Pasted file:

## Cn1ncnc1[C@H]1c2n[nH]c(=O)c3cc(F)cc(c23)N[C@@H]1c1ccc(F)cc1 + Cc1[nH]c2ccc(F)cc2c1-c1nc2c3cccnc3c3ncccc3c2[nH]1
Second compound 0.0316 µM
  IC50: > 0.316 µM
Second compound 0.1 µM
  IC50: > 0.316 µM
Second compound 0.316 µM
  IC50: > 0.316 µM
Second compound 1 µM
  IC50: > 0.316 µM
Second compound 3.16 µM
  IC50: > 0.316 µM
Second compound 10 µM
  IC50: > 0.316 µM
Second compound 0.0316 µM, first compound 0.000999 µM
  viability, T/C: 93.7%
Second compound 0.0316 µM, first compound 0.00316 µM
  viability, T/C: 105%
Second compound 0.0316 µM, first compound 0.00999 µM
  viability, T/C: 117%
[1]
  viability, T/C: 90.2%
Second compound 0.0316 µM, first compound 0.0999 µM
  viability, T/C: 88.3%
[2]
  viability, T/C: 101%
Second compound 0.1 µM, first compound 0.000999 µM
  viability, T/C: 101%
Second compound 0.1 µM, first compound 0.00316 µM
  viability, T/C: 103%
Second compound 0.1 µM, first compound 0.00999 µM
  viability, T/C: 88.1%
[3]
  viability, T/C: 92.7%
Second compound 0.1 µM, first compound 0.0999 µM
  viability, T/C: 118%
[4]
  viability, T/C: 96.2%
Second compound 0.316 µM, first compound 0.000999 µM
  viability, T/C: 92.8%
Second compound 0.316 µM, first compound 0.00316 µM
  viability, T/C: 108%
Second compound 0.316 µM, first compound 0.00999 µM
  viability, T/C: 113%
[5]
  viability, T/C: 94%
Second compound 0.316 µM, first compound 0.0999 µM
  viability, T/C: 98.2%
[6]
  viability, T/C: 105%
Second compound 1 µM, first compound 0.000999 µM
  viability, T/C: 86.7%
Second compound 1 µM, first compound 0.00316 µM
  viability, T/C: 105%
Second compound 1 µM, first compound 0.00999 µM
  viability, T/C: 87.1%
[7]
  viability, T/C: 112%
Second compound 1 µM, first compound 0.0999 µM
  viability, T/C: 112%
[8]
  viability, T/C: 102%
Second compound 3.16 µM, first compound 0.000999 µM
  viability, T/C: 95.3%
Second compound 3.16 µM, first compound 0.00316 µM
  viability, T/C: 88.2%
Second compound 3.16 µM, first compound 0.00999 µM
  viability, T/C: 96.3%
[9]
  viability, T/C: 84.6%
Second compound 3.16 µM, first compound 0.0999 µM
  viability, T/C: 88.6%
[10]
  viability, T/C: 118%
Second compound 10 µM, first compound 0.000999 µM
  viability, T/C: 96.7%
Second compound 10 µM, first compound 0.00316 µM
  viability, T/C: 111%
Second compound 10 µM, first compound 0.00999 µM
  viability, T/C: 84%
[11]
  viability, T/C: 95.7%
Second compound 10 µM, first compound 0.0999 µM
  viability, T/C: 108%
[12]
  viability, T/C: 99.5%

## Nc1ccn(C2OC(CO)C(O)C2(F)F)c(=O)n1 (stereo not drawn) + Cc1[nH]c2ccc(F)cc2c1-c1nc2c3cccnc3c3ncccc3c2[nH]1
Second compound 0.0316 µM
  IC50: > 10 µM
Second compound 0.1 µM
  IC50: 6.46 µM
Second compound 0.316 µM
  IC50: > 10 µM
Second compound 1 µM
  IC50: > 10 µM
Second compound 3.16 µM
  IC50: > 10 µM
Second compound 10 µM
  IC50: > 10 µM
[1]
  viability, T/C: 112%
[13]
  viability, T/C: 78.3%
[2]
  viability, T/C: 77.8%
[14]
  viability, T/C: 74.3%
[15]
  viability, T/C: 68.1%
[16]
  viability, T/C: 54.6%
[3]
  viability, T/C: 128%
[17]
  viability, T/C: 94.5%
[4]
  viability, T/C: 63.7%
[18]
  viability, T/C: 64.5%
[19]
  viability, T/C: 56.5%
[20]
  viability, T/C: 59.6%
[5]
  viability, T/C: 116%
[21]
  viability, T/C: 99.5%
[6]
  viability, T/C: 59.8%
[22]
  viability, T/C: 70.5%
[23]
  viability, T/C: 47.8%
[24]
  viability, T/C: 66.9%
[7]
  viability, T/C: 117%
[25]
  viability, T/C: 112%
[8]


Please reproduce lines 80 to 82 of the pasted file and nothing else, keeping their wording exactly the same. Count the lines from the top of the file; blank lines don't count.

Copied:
[11]
  viability, T/C: 95.7%
Second compound 10 µM, first compound 0.0999 µM